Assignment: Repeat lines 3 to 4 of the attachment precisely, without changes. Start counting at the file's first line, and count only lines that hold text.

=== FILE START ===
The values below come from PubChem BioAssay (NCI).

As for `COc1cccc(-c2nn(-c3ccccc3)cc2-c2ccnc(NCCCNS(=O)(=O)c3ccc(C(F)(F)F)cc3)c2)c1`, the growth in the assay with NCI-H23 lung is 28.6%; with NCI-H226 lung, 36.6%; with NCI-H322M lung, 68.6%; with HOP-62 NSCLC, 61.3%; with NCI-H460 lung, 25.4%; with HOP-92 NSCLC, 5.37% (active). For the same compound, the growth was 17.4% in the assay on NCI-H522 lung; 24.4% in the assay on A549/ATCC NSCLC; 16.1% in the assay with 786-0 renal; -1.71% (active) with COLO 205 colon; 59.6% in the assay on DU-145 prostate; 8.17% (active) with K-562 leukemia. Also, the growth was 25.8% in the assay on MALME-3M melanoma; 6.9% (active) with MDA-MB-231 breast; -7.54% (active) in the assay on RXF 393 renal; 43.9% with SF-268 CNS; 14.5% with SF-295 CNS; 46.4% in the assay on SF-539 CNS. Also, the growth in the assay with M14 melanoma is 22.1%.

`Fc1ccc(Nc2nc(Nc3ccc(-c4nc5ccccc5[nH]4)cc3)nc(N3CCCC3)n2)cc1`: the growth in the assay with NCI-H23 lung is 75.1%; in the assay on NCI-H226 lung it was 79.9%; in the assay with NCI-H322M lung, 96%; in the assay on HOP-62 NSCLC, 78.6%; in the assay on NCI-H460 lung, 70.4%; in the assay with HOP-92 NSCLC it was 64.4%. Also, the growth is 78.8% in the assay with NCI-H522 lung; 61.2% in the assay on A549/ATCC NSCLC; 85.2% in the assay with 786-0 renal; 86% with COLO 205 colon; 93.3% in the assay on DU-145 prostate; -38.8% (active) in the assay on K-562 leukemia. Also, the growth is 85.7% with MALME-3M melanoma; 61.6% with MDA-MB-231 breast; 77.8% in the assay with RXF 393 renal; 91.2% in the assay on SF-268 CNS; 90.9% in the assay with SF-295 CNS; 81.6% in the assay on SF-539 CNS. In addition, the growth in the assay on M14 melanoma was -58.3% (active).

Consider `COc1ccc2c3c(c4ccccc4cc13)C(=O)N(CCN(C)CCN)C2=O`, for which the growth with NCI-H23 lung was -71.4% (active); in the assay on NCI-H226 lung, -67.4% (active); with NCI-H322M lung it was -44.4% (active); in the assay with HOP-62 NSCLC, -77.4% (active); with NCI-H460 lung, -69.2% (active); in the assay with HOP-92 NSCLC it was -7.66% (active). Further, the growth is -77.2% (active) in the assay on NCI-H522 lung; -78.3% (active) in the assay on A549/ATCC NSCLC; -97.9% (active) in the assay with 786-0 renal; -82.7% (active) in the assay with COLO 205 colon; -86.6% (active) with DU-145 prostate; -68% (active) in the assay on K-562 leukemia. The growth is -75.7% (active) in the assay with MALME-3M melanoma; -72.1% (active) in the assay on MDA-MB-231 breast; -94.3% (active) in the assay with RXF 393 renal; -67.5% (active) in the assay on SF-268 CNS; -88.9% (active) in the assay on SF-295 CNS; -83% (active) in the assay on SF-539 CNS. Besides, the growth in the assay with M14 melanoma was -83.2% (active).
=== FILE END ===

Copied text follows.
`Fc1ccc(Nc2nc(Nc3ccc(-c4nc5ccccc5[nH]4)cc3)nc(N3CCCC3)n2)cc1`: the growth in the assay with NCI-H23 lung is 75.1%; in the assay on NCI-H226 lung it was 79.9%; in the assay with NCI-H322M lung, 96%; in the assay on HOP-62 NSCLC, 78.6%; in the assay on NCI-H460 lung, 70.4%; in the assay with HOP-92 NSCLC it was 64.4%. Also, the growth is 78.8% in the assay with NCI-H522 lung; 61.2% in the assay on A549/ATCC NSCLC; 85.2% in the assay with 786-0 renal; 86% with COLO 205 colon; 93.3% in the assay on DU-145 prostate; -38.8% (active) in the assay on K-562 leukemia. Also, the growth is 85.7% with MALME-3M melanoma; 61.6% with MDA-MB-231 breast; 77.8% in the assay with RXF 393 renal; 91.2% in the assay on SF-268 CNS; 90.9% in the assay with SF-295 CNS; 81.6% in the assay on SF-539 CNS. In addition, the growth in the assay on M14 melanoma was -58.3% (active).

Consider `COc1ccc2c3c(c4ccccc4cc13)C(=O)N(CCN(C)CCN)C2=O`, for which the growth with NCI-H23 lung was -71.4% (active); in the assay on NCI-H226 lung, -67.4% (active); with NCI-H322M lung it was -44.4% (active); in the assay with HOP-62 NSCLC, -77.4% (active); with NCI-H460 lung, -69.2% (active); in the assay with HOP-92 NSCLC it was -7.66% (active). Further, the growth is -77.2% (active) in the assay on NCI-H522 lung; -78.3% (active) in the assay on A549/ATCC NSCLC; -97.9% (active) in the assay with 786-0 renal; -82.7% (active) in the assay with COLO 205 colon; -86.6% (active) with DU-145 prostate; -68% (active) in the assay on K-562 leukemia. The growth is -75.7% (active) in the assay with MALME-3M melanoma; -72.1% (active) in the assay on MDA-MB-231 breast; -94.3% (active) in the assay with RXF 393 renal; -67.5% (active) in the assay on SF-268 CNS; -88.9% (active) in the assay on SF-295 CNS; -83% (active) in the assay on SF-539 CNS. Besides, the growth in the assay with M14 melanoma was -83.2% (active).